Re: Harris

Gerold Firl (
10 May 1995 13:16:04 -0700

In article <> "John W. Arnn" <> writes:

> I'd like to address your question concerning the limiting factors
>of environmental constraints on a society's power structure. Since you
>seem to be familiar with Harris's writing, I believe you're also aware of
>his affinity with Marx (Karl). Now, before all the Marxists get bent
>out of shape, let me say that Marxist anthropology and Marxist
>archaeology have both made valuable contributions to the field. The
>fundamental problem with applying Marxist theory to anthropology is
>that everything centers on economy first and conflict second.

I don't think this critique applies to harris, however. I suppose I should
state that the only harris I've read is _cows, pigs, wars, and witches_,
but just from that small sample I can see that harris is well aware of how
important human conflict is in shaping the forms of culture. Once a culture
has mastered the physical environment, which happened long ago, the most
important factor in the "environment" (by which I include _all_ the
external factors with which the culture interacts) becomes other people.

Consider the example cited by harris, of the pig wars in new guinea. The
constant struggle between neighboring peoples, the competition expressed
both in open battle (here somewhat ritualized) and in the productivity of
agriculture and pig-rearing, was the dominant selection mechanism pushing
cultural evolution.

> First and perhaps foremost is the complaint that he has reduced
>everything to K calories. Essentially, if you follow the line of
>reasoning that the environment is the primary factor in determining
>culture, you are left with nothing except extracting resources from the
>environment and to people in general this translates to food (calories).

Lets look at it as a question of survival. Food is important, certainly.
Everybody has to eat. But there is more to survival than eating. There is
the question of who will grow the food. The division of labor. And who will
grow on the rich lands; the division of territory. These questions are
often settled by war. A myriad of cultural artifacts are built around
ensuring survival in the face of potential human aggression. Consider the
census data for venice in the renaissance; figures were recorded for two
categories, "men, ages 12-60", and "useless persons". (Carlo Cipella). This
should not be taken as the consequence of patriarchal society; rather, it
should be viewed as the result of an environment where war was a constant
threat, and the probability of survival proportional to the number of
fighting men you could put into the field.

Here we see an example of how fundamental human institutions, of family and
faith, were the result of environmental factors: the threat of war, of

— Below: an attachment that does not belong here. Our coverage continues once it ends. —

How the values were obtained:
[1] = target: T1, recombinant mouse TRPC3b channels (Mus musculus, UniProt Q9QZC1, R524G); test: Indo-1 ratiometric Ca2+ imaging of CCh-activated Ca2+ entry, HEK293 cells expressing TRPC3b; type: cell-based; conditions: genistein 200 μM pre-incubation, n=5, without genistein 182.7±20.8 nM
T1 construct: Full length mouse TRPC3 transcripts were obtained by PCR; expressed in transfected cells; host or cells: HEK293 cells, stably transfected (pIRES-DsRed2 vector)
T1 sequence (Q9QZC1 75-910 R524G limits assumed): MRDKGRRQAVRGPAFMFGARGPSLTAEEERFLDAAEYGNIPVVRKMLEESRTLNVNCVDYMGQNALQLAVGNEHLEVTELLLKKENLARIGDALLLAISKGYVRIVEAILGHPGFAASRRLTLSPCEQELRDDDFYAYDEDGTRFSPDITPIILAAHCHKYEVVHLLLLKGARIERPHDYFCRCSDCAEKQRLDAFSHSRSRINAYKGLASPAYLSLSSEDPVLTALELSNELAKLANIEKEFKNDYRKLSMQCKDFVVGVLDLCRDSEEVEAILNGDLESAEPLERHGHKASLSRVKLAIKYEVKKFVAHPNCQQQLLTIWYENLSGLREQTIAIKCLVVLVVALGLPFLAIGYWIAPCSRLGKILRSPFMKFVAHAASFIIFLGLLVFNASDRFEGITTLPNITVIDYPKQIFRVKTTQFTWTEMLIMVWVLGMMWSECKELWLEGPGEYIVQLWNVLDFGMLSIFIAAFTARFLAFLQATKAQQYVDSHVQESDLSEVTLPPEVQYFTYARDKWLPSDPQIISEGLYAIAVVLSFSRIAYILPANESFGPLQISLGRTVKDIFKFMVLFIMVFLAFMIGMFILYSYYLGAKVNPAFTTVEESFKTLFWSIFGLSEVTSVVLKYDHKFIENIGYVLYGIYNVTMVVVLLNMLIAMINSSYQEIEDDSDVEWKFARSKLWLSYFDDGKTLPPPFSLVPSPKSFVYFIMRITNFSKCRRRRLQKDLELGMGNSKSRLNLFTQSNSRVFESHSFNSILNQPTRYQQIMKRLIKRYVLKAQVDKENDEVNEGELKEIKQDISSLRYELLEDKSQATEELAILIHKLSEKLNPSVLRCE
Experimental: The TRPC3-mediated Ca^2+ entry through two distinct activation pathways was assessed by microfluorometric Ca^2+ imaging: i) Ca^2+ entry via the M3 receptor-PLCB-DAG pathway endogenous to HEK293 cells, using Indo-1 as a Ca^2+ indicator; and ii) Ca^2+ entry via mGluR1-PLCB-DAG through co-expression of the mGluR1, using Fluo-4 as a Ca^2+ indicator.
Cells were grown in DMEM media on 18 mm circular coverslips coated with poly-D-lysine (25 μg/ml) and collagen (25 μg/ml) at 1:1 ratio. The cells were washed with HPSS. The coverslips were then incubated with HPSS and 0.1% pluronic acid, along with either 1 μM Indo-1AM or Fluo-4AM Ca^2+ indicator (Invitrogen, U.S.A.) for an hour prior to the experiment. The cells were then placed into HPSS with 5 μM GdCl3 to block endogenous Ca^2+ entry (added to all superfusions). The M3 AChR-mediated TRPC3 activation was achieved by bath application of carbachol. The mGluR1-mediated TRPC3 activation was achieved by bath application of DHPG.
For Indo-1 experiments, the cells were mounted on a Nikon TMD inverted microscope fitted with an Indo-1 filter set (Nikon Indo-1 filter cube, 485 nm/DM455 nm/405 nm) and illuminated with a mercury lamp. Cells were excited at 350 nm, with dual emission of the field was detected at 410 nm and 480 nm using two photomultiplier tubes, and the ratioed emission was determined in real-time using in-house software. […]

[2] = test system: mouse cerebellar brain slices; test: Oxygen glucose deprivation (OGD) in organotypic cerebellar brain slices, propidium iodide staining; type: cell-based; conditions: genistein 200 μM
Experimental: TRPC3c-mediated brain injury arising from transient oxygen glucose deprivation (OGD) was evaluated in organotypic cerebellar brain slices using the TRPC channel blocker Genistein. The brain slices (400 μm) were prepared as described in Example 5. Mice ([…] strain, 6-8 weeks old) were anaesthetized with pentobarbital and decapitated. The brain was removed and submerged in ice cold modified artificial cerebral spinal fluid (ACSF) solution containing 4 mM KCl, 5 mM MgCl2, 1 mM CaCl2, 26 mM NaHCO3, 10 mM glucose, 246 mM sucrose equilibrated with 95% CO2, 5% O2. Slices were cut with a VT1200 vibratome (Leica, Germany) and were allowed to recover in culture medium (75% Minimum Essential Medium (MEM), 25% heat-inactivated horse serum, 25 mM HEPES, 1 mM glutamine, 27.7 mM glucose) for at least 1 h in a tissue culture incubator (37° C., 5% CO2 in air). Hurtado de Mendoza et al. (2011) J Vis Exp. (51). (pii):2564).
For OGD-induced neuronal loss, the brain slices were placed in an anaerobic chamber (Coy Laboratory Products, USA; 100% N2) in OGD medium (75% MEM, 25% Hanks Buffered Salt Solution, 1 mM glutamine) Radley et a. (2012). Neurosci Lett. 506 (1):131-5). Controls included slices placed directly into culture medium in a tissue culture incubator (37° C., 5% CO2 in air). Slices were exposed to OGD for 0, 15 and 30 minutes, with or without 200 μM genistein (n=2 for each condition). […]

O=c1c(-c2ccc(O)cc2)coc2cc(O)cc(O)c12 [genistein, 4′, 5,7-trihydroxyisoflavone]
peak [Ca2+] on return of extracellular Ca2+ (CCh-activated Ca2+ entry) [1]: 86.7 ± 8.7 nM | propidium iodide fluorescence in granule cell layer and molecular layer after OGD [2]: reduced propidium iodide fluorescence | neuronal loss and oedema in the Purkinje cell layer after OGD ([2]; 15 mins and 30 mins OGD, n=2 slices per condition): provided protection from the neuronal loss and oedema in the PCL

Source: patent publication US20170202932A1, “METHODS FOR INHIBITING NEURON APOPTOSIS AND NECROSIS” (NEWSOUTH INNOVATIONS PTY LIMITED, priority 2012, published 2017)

violent conflict with neighboring peoples. Women were denigrated for the
same reason that boys were denigrated: they were not effective soldiers. A
simple-minded reading of history can give the appearance of a malicious
conspiracy to deprive women of their rights; I prefer an analysis which
derives aspects of culture from material causes.

> At anyrate, this is just one side of the "Harris controversy"
>and there are many more. He has also been criticized for his
>rabid attacks on other anthropologists. Young students looked on with
>glee as the "old masters" were "dragged through the mud." This behavior
>has been viewed by some as unprofessional and others as just plain mean

I know nothing of this, but I don't find it too hard to believe. Harris
introduced a radical revision of doctrine, which tends to be resisted by
the "old guard". (Note the reactionary imagry of the term). It seems to me
that if a pioneer isn't willing to wait until after his death for his views
to be accepted, he will have to do battle with the established authorities.
Perhaps I'm being partisan here, but I suspect that accusations of
unprofessionalism and mean-spiritness are common when conservative,
obsolete authorities are trying to maintain their positions long after they
should make room for fresh blood.

>Well, there we are! Environment and conflict is really
>all there is to it. Circular reasoning was another criticism, I

I felt that harris was a little glib in his assertion that the roughly
10-year cycle between new guinea pig-wars was synched to the slash-and-
burn regeneration cycle. I think the idea is plausible, and quite possibly
true, but it would have been nice to see some data to go along with it. Of
course, _cows pigs war and witches_ is written for the popular audience,
and I really can't complain about it. I thought it was an excellent piece
of work, and I don't know of any contemporary anthropologist who has made
such significant contributions as harris.

Disclaimer claims dat de claims claimed in dis are de claims of meself,
me, and me alone, so sue us god. I won't tell Bill & Dave if you won't.
=-=-=-=-=-=-=-=-=-=-=-=-=-=---- Gerold Firl @ ..hplabs!hp-sdd!geroldf